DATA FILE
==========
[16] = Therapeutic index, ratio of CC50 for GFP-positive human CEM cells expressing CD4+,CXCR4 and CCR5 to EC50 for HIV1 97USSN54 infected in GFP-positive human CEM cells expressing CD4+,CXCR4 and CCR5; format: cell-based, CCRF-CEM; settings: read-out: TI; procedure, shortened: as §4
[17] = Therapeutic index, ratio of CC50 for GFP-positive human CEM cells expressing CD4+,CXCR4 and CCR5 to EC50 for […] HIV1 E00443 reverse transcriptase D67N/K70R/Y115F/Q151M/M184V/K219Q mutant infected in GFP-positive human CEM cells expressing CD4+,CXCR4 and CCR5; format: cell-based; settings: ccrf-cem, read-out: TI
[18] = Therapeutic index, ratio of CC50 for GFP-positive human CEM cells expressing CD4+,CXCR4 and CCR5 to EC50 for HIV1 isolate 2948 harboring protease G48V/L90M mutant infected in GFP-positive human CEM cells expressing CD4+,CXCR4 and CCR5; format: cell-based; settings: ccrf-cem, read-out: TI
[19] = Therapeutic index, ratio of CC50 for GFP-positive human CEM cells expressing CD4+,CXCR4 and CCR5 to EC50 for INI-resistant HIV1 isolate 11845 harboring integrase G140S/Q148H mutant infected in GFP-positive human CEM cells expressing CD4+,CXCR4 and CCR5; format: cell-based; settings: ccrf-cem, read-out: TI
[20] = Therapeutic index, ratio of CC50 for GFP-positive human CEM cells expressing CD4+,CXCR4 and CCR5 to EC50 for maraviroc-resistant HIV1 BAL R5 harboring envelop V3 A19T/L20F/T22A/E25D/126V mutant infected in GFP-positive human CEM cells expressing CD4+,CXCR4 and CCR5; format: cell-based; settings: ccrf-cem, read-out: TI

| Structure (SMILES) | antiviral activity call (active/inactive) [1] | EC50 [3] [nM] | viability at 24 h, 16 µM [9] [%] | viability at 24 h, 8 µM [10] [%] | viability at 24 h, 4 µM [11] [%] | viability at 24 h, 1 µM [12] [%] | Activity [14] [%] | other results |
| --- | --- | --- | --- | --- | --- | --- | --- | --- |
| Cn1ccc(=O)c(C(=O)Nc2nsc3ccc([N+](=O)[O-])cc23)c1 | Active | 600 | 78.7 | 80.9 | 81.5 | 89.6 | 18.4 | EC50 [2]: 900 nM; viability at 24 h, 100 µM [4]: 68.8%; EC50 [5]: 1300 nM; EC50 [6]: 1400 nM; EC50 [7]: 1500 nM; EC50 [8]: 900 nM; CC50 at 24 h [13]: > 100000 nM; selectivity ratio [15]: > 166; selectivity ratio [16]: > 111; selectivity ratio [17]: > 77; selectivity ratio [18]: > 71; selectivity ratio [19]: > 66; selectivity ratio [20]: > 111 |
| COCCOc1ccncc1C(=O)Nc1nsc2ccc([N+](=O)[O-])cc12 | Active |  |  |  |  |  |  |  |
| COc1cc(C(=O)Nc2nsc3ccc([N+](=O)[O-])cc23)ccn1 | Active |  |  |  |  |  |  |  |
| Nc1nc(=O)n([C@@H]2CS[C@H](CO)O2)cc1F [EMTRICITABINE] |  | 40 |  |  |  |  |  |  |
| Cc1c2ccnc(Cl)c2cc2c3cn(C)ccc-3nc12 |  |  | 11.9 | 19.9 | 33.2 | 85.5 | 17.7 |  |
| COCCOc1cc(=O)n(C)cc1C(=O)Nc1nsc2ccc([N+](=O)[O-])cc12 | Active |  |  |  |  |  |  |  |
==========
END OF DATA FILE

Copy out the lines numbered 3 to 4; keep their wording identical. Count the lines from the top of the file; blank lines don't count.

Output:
[18] = Therapeutic index, ratio of CC50 for GFP-positive human CEM cells expressing CD4+,CXCR4 and CCR5 to EC50 for HIV1 isolate 2948 harboring protease G48V/L90M mutant infected in GFP-positive human CEM cells expressing CD4+,CXCR4 and CCR5; format: cell-based; settings: ccrf-cem, read-out: TI
[19] = Therapeutic index, ratio of CC50 for GFP-positive human CEM cells expressing CD4+,CXCR4 and CCR5 to EC50 for INI-resistant HIV1 isolate 11845 harboring integrase G140S/Q148H mutant infected in GFP-positive human CEM cells expressing CD4+,CXCR4 and CCR5; format: cell-based; settings: ccrf-cem, read-out: TI